32. The Events of the Year i 99 is to flight, treated his army camp as legitimate plunder (ista- bahu 'askarahu), and seized all the money, weapons, beasts, etc., which he had with him. This was on Wednesday.2' On the day after this battle between the people of Knfah and Zuhayr b. al-Musayyab, i.e., Thursday, the first of Rajab, i 99 (February 15, 815), Muhammad b. Ibrahim, (called) Ibn Ta- bataba, suddenly died.' People said that Abu al-Saraya had poi- soned him because, it was alleged, when Ibn Tabataba had placed a secure guard on all the money, weapons, beasts, etc., captured from Zuhayr's army encampment, he had refused to give Abu al-Saraya any of it and had prevented his access to it; moreover, he had the obedience of all the people. Abu al-Saraya realized that he had no control over Ibn Tabataba, so he poi- soned him. On the latter's death, Abu al-Saraya set up in his place a young, beardless lad called Muhammad b. Muhammad b. Zayd b. 'All b. al-Husayn b. 'Ali b. Abi Talib;u but Abu al- Saraya was really the one who executed all affairs , appointing whomsoever he saw fit to official positions and dismissing whomsoever he pleased, and all affairs were in his hands?6 Abu al-Saraya kills 'Abdus Zuhayr withdrew on the same day of his defeat to Qasr In Hubayrah" and took up his position there . Now al-Hasan b. Sahl had dispatched 'Abdus b. Muhammad b. Abi Khalid al- Marwarrudhi" to Nil at the same time as Zuhayr was sent to Kufah. After Zuhayr's defeat, 'Abdus set out for Kufah, accord- ing to al-Hasan b. Sahl's instructions, and he and his forces 23. Ya'qubi, Ta'rikh, II, 542-3. 24. Ibid., II, 540; Isfahan, Magatil, 525-321 Azdi, 335. 25. I.e., of the Zaydi branch of the Husaynids; as Kennedy, 208-9, points out, he was doubtless acceptable in Kufah because his grandfather , Zayd b. 'Ali Zayn al-'Abidin, had led an 'Alid rising there against the Umayyad Caliph Hishim in 122 (740); see Eld s.v. Zaid b. 'Ali (R. Strothmann). 26. Ya'qubi, Ta'rikh, loc. cit.; Mas'udi, Muruj, VII, 55-6 = ed. Pellat, § 2740; Isfahan, Magatil, 532-4, 545-50. 27. A town to the north of Hillah and named after its founder, the Umayyad governor Yazid b. 'Umar b. Hubayrah; see Yaqut Mu'jam, N, 365; Le Strange, Lands, 70- I; E12 s.v. Kasr Ibn Hubayra ( J. Lassner). 28. Brother of 'Isa and son of the Abna' leader in Baghdad (see below, 42, n.117).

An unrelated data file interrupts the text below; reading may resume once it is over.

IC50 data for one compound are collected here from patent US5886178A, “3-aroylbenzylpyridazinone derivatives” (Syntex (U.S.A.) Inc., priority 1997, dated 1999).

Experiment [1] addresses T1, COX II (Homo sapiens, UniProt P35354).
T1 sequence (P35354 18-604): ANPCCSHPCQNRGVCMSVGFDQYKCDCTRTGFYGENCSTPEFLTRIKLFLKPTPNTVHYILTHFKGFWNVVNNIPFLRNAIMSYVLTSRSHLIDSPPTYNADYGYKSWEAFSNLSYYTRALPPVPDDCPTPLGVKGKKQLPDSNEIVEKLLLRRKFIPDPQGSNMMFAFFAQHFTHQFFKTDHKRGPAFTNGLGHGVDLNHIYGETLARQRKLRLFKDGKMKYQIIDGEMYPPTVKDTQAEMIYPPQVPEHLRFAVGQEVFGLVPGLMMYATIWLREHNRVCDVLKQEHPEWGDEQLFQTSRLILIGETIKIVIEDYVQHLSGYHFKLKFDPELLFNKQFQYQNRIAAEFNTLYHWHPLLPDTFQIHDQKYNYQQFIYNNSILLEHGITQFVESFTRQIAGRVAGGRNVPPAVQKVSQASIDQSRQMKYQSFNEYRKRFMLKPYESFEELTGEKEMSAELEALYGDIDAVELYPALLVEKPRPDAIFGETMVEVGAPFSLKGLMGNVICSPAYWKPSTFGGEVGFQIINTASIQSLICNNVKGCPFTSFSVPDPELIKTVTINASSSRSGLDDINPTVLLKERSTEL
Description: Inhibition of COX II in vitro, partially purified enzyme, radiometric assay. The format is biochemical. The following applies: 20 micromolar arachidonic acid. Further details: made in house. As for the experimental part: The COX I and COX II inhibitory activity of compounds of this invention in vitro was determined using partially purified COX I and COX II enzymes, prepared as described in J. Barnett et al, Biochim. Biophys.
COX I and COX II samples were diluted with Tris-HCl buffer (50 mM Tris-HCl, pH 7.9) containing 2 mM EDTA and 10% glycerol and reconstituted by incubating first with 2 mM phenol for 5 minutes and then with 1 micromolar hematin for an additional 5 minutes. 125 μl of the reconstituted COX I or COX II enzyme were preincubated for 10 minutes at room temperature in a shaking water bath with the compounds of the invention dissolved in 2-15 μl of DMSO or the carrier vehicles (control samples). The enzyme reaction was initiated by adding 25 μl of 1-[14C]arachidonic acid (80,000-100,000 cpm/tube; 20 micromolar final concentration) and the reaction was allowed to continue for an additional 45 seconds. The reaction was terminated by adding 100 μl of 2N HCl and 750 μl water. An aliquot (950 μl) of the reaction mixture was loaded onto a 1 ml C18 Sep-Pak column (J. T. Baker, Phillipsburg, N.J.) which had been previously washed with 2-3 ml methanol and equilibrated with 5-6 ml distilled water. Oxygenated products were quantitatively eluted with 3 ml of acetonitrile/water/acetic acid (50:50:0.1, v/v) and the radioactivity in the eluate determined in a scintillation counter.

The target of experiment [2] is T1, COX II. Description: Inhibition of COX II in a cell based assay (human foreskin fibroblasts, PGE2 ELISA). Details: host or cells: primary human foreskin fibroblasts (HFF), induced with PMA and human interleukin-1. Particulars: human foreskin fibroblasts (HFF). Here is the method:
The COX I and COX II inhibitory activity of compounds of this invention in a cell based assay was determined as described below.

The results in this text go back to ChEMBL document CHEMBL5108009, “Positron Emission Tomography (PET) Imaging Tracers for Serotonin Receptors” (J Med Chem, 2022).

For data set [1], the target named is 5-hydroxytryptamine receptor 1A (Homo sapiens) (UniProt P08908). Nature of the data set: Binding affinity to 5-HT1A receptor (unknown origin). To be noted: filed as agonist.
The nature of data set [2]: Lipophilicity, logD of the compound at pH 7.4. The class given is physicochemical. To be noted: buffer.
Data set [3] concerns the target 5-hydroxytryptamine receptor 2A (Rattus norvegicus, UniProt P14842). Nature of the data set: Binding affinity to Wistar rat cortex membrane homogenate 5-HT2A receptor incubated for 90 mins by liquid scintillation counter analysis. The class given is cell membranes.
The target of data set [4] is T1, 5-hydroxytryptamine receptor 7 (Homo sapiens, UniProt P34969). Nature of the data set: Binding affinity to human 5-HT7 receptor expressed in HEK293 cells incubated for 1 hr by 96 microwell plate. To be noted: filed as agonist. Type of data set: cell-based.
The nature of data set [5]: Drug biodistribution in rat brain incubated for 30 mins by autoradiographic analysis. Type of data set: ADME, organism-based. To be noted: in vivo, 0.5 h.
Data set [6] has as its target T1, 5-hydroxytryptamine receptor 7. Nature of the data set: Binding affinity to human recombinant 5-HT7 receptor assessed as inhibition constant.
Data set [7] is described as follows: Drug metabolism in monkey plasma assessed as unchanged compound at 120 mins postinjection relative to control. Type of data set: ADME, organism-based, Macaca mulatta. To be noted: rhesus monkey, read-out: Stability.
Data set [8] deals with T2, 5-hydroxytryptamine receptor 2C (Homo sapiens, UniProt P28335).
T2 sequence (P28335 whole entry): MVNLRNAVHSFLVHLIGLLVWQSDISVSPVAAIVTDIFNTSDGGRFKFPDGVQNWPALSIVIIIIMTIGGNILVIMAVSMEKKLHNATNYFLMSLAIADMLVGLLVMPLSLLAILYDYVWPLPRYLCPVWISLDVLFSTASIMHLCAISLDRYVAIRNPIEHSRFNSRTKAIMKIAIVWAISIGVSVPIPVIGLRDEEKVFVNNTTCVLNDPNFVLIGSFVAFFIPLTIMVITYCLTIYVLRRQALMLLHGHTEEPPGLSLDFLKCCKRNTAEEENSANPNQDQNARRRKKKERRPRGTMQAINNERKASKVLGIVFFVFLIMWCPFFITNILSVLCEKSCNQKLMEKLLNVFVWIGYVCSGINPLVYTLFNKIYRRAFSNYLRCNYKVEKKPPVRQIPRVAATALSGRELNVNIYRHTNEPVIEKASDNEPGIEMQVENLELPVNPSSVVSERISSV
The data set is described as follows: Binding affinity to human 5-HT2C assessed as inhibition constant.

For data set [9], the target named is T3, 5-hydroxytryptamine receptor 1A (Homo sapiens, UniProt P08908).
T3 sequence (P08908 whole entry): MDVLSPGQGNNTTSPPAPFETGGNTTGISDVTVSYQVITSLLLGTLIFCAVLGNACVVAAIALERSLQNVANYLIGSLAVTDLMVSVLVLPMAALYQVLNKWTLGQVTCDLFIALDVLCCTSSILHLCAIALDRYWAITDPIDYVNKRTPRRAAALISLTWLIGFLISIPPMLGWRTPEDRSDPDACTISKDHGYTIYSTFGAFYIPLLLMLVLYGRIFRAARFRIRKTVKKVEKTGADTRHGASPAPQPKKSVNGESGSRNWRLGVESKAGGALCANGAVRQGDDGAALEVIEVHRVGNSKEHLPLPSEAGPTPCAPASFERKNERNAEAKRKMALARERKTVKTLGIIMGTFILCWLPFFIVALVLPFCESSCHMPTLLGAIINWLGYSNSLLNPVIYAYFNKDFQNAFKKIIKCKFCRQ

33. 1 16 The Caliphate of al-Ma'mun (979) reached Jami';29 Zuhayr in the meantime had taken up his posi- tion at Qasr (Qasr Ibn Hubayrah). Abu al-Saraya marched out against 'Abdus and fell upon him at Jami' on Sunday, the seven- teenth of Rajab'° (March 3, 8r). In this (confrontation ) Abu al- Saraya killed 'Abdus, captured Harun b. Muhammad b. Abi Khalid and proclaimed 'Abdus's army camp to be lawful plun- der." It is reported that 'Abdus had four thousand cavalrymen, of whom every one was either killed or taken prisoner. The Talibids were able to spread themselves through the land, and Abu al-Saraya now coined dirhams at Kufah with the inscrip- tion, "God loves those who fight in His way in ranks, as though they were a building well-compacted."32 When the news reached Zuhayr that Abu al-Saraya had killed 'Abdus-at that time (Zuhayr was) still at Qasr-he and his forces retired to Nahr al-Malik.33 Abu al-Saraya now ad- vanced and encamped with his troops at Qasr Ibn Hubayrah, with his advance scouts penetrating as far as Kutha30 and Nahr al-Malik. He then sent out armies to Basrah and Wasit, which occupied those two cities. 'Abdallah b. Said al-Harashi35 was the governor of Wasit and its environs on al-Hasan b. Sahl's be- half. Abu al-Saraya's army engaged 'Abdallih's army near Wa- sit and put 'Abdallah to flight; accordingly, he had to fall back on Baghdad, having lost a considerable number of his forces ei- ther killed or taken captive. When al-Hasan b. Sahl realized that any army which he might send against Abu al-Saraya and 29. More usually in the dual form Jami'an, the settlement on the Sara branch of the Euphrates which later developed into the town of Hillah; see Yigat, Mu'jam, II, 96; Le Strange, Lands, 71-2; G. Makdisi, "Notes on Hills and the Mazyadids in mediaeval Islam," /AOS, LXXIV ( 1954),249-62. 30. Actually a Saturday. 31. Ya'gabi, Ta'rikh, II, 543, with the same date for the battle. 32. Qur'an, LXI, 4. At least one dirham of this type is extant; see C.J. Tom- berg, "Ueber muhammedanische Revolutions-Miinzen," ZDMG, XXII ( x868(, 706-7. 33. Town on the canal of the same name, to the south of Baghdad and con- necting the Euphrates and Tigris ; see Yagat, Mu'jam, V, 324; Le Strange, Lands, 70-r. 34. Town on the canal of the same name, to the south of Nahr al-Malik; see Yagat, Mu'jam, IV, 487-8; Le Strange, Lands, 68-9. 35. Commander of al-Rashid who fought for al-Amin but who obviously re- covered favor under the new r6gime; see Crone, 145